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Wednesday, October 22, 2008

UNC-18 Modulates Ethanol Sensitivity in Caenorhabditis elegans
in Press
, published online ahead of print October 15, 2008

Acute ethanol exposure affects the nervous system as a stimulant at low concentrations and a depressant at higher concentrations, eventually resulting in motor dysfunction and uncoordination.

A recent genetic study of two mice strains with varying ethanol preference indicated a correlation with a polymorphism (D216N) in the synaptic protein Munc18–1. Munc18–1 functions in exocytosis via a number of discrete interactions with the SNARE protein syntaxin-1.

We report that the mutation affects binding to syntaxin, but not through either a closed-conformation mode of interaction nor through binding to the syntaxin N-terminus. The D216N mutant instead has a specific impairment in binding the assembled SNARE complex. Furthermore, the mutation broadens the duration of single exocytotic events. Expression of the orthologous mutation (D214N) in the Caenorhabditis elegans UNC-18 null background generated transgenic rescues with phenotypically similar locomotion to worms rescued with the wildtype protein. Strikingly, D214N worms were strongly resistant to both stimulatory and sedative effects of acute ethanol. Analysis of an alternative Munc18–1 mutation (I133V) supported the link between reduced SNARE complex binding and ethanol resistance.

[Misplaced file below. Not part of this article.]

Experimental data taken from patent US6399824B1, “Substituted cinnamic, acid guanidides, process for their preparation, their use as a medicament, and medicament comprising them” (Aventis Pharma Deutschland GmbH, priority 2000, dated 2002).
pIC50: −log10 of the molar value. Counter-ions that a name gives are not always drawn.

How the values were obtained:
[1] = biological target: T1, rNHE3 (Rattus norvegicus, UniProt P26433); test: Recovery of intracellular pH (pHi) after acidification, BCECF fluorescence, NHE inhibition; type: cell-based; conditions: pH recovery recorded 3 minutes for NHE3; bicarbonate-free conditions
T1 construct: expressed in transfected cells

We conclude that ethanol acts, at least partially, at the level of vesicle fusion and that its acute effects are ameliorated by point mutations in UNC-18.

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